On Wednesday, September 16, 2015, YSN Dean Designate Ann Kurth, PhD, RN, MPH, FAAN, moderated a Yale School of Management Leaders Forum with U.S. Surgeon General Vivek Murthy, MD, MBA. Kurth and Murthy discussed some of the nation’s health programs, global health and the impact the U.S. can have on it, and how and why Murthy came to be the U.S. Surgeon General.
Murthy, whose father was a physician and mother worked at his father’s practice, understood the importance of health and health care at a young age, and credits his childhood as a significant influence on his career trajectory.
During the forum, Murthy explained that health begins with the individual and that we each play a key role in our own health. “What concerns me is the sense that I get from many that they have lost faith in their ability to improve their health,” he said. “They feel that forces beyond their control are increasingly determining their health.” Many of Murthy’s proposed programs and changes address this issue by providing resources to healthy food and health education. He hopes to create a nation where everyone has an equal opportunity for good health.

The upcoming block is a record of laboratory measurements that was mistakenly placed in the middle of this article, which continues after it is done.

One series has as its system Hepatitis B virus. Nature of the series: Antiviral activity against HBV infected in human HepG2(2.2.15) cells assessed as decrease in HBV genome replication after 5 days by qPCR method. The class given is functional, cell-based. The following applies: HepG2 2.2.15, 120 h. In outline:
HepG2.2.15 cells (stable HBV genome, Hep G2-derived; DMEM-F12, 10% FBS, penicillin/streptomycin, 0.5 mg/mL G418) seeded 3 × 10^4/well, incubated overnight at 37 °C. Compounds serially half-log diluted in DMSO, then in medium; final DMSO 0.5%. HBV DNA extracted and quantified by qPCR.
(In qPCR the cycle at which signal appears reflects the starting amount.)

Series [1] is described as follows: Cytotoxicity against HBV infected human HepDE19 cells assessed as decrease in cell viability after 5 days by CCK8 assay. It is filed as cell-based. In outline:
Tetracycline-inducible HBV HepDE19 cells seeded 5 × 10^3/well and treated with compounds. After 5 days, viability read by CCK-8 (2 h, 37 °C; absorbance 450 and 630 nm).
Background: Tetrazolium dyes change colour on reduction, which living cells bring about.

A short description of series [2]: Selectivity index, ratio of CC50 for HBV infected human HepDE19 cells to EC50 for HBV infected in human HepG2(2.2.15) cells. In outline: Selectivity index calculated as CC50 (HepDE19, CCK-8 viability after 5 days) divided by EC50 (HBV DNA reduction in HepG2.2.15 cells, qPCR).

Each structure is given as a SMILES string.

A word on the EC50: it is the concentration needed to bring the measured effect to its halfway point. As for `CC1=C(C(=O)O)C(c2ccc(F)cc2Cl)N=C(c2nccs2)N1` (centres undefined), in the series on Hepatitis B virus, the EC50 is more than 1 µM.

The Surgeon General’s office is currently promoting walking and walkable communities through its Step it Up! program. The program calls on Americans to be more physically active through walking, thereby significantly reducing the risk of chronic disease and premature death and supporting positive mental health and healthy aging. “My goal as Surgeon General is to build a culture of [disease] prevention in America,” said Murthy. “That is the culture that our country deserves.”
Following Kurth’s conversation with Murthy, there was an opportunity for questions from the audience. One question was posed by a YSN graduate, Helen MacGregor ’15, who inquired about the state of physical and mental health care in the nation’s federal prisons.
Murthy is a graduate of Yale School of Medicine and Yale School of Management (2003).
The Forum was part of the Yale School of Public Health’s (YSPH) Milbank Lecture Series. The Series’ centennial year seven-part series recognizes YSPH’s significant contribution to the understanding of public health as well as the Milbank Memorial Fund’s tradition of forward-looking public health initiatives.